Innovative Practice 2019 on Independent Living and Political Participation

Advice and support service targeted to indigenous populations

The British Columbia Aboriginal Network on Disability Society (BCANDS), an NGO based in the city of Victoria, works to advance the disability and health priorities of Indigenous persons across the province of British Columbia and Canada. BCANDS provides free advice and support to any person with a disability-related query, but with a focus on the unique needs of Indigenous populations. The organization acts as a liaison among service agencies to help persons with disabilities to access mobility equipment, adaptive technology, state benefits, housing, and more. In 2017, BCANDS supported over 1,700 people in accessing local or national services.

“BCANDS has been recognized nationally and internationally for their work, leadership and collaborations. Through their efforts, BCANDS has raised the priority of Indigenous disability in Canada to a level not seen prior.”

Grand Chief Edward John (Akile Ch’oh)First Nations Summit Task Group
About the practice at a glance
Name of Innovative Practice:Indigenous disability services
Organisation:BCANDS (British Columbia Aboriginal Network on Disability Society)
Country
of Implementation
Canada

FACTS & FIGURES

  • BCANDS assisted 1,767 clients in 2017–2018, up from 852 in 2015–2016.
  • With BCANDS assistance, 646 people with disabilities are now participating in the government Registered Disability Savings Plans.

PROBLEMS TARGETED

Indigenous Canadians with disabilities may find themselves marginalized and isolated, with limited access to disability-related services.

SOLUTION, INNOVATION, AND IMPACT

BCANDS promotional stand.

BCANDS helps persons with disabilities and their families identify additional supports that they may be entitled to or ones that they were unaware of. The organization then takes the lead role in coordinating with service providers to complete applications and to access various services and benefits. BCANDS targets indigenous populations, but makes no restriction on age, gender, identification, Indigenous ancestry, disability, or location within the province. Most of its cases are state benefit applications, but it also provides disability case management and supports large numbers of clients in taking advantage of the government Registered Disability Savings Plan, which helps Canadians with disabilities save for the future.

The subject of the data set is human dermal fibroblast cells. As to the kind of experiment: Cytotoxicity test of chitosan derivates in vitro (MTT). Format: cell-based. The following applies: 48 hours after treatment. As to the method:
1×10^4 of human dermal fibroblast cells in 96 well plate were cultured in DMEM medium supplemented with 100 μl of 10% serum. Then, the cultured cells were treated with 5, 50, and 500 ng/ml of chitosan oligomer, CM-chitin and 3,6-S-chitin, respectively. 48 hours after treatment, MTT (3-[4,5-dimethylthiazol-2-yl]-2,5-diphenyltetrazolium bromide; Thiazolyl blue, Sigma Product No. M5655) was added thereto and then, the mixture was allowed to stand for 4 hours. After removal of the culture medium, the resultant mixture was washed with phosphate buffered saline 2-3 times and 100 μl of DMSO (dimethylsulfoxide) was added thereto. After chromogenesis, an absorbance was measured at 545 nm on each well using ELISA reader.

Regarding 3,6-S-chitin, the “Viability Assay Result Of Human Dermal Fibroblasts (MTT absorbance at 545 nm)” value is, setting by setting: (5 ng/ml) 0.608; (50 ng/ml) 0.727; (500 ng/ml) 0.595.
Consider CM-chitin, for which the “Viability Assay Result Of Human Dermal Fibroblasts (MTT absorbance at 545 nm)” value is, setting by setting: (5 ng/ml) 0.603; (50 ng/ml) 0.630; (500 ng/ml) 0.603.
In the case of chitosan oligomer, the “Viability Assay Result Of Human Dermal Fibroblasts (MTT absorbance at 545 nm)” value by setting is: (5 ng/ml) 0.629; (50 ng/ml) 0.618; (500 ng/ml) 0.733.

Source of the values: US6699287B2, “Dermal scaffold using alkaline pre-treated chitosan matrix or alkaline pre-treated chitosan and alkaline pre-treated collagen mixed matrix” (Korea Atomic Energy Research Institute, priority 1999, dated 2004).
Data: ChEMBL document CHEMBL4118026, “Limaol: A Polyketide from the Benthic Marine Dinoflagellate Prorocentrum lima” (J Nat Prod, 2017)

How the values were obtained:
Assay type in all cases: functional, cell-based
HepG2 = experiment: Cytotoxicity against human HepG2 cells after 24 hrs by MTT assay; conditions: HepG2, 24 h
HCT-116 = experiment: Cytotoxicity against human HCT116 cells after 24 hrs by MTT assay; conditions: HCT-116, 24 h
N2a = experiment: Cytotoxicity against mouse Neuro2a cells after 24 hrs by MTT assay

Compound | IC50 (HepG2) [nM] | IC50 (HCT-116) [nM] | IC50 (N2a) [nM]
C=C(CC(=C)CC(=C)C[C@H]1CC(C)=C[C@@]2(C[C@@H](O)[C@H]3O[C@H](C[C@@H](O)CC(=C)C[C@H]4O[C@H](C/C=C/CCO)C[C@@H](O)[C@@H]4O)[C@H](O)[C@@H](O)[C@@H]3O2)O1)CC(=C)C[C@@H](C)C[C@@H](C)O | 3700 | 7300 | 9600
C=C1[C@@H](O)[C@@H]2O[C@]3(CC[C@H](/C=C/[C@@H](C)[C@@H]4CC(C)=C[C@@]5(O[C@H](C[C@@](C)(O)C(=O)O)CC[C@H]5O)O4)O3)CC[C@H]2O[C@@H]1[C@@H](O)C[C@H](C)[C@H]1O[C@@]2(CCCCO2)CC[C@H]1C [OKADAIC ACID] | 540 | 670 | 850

The number of clients has doubled between 2015–2016 and 2017–2018, with over 1,700 people now being assisted annually. BCANDS’s role has also expanded, having taken an advisory role with government bodies on many new disability initiatives, including efforts to increase benefits and to streamline the benefit process for indigenous populations in British Columbia.

FUNDING, OUTLOOK AND TRANSFERABILITY

Due to the growth in demand for services, BCANDS is currently hiring new case managers and support staff; and it is the in early stages of replication across Canada, with proposals for services in the provinces of Alberta, Manitoba, and Ontario.

The project relies on federal (44 per cent), provincial (13 per cent), and foundation (43 per cent) funding to carry out its services, with a budget of $663,000 for the 2018–2019 fiscal year. In addition, it has submitted further funding proposals relating to indigenous disability.

CONTACT
FACTSHEET

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